The title refers to a gouache by Barnett Newman dating from 1946-47. Rejecting the grid pattern, the fragmentation of time, and the compartmentalised spaces that constrain occidental tradition, contracting and casting it onto Mondrian's utopian grid. Geometric art, dominant since the Renaissance, reponds to an idea of closure, of definition, and indicates a secret desire for possession. The objectivism of abstract compositions belongs to the system that Newman refutes: a world made entirely of space and movement. Moreover, symbols borrowed from the exact sciences are treated as the very essence of reality. To that combinatorial vision, Newman juxtaposes quality, tensions and heterogeneity.
Euclidian Abyss is a polemic work against geometry and the sense of geometry in art. Abstraction also consists of surpassing geometrical perspective to discover a sense of depth, the primordial basis of perception from which subjective expression is released.
The works from 1946-47 can be divided into free improvisations and compositions governed by the conflict between life and geometry. For Newman, the idea of creation merges with that of growth. Images of germination provide the principle themes for his paintings from 1946 - The Word l, Pagan Void, The Beginning, Moment, The Command, Genesis-The Break -. Soil, sun, seeds, eggs, and plants are the pretext for evoking a feeling of birth, for painting the world's awakening. During this period, Newman confronted the cosmic reality that is perpetual growth, the creation of forms, and continuous outflow. At the opposite extreme, we find the domain of pure methodology, subject to the monotone development of ever-identical phenomena, and symbolised by abstract subjects of aesthetic Euclideanism.
Newman turned toward the primitive world, drawing his inspiration from works by Indians living on the northwest coast of Canada. He thus, reconciled himself with the European primitivist influences found in work by Klee or Picasso. Euclidian Abyss is associated with both the luminous plane painting developed by Rothko, Gottlieb, Reinhardt, and the dynamic art characterising the style of Pollock, Hofmann or De Kooning.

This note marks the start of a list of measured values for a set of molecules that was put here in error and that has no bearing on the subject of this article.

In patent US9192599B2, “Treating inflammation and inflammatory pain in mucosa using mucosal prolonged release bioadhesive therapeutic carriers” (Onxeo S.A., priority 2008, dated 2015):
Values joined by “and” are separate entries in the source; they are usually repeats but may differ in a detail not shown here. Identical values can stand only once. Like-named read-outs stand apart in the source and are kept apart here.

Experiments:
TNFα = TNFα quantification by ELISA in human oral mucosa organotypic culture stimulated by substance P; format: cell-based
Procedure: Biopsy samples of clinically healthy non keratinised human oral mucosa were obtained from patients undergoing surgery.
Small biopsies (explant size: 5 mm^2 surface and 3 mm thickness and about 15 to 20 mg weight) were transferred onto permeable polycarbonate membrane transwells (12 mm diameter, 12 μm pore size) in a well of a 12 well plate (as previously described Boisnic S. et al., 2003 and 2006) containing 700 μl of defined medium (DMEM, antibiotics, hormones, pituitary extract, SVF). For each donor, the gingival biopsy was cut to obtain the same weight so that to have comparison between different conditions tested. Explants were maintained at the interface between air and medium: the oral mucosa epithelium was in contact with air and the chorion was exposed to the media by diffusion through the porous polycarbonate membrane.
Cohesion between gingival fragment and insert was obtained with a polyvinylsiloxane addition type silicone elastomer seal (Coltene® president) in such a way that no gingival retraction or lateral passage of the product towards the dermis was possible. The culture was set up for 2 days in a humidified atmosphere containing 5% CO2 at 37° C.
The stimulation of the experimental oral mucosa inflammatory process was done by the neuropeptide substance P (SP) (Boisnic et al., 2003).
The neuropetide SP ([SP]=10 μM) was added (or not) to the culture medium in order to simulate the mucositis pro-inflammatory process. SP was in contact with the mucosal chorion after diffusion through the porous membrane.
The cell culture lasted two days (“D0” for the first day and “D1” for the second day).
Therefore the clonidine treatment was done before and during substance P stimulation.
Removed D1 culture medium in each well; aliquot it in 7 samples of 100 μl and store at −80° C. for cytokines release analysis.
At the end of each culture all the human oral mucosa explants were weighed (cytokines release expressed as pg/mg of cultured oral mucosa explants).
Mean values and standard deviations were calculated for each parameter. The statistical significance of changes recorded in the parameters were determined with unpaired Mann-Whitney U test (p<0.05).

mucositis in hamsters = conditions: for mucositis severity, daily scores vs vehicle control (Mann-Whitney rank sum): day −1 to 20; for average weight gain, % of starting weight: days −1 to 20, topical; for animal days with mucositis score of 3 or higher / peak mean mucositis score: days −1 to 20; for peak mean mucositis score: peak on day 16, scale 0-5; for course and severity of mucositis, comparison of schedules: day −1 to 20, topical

The octet alluding to Newman's canvas, and appropriating its title, somehow revives, in a purely musical realm, the problematics that the painting provoked among the plastic arts. To my mind, the aesthetic form is not the mathematical form; the critical moment of a process cannot be reduced to a schism; the genesis of forms is not comparable to occupying time. The work that I have in turn entitled Euclidian Abyss excludes contour lines, diagrams, and limited meaning. Sources and centres, mobility and transparency, unresolved contrary tensions, colourism, and the continuous dissolution of forms, comprise the piece's grammar and substance, establishing its distinctive style.
The octet explores a timeless archetype, that of falling. There are multiple images of the abyss: faintness, evasion, stumbling, terror, and vertigo. The musical form is that of a whorl, of a convolution into a helix. Expansion and contraction, coiling and uncoiling, give the work rhythm and endow it with its paradoxical structure.
Hugues Dufourt favours slow transformations of a seldom-interrupted musical discourse. He conceives forms through the evolution of masses and focuses on the concept of thresholds, of oscillations, of interference, and directional procedures. A pioneer of the spectral movement, he, however, gives it a more encompassing definition, [...]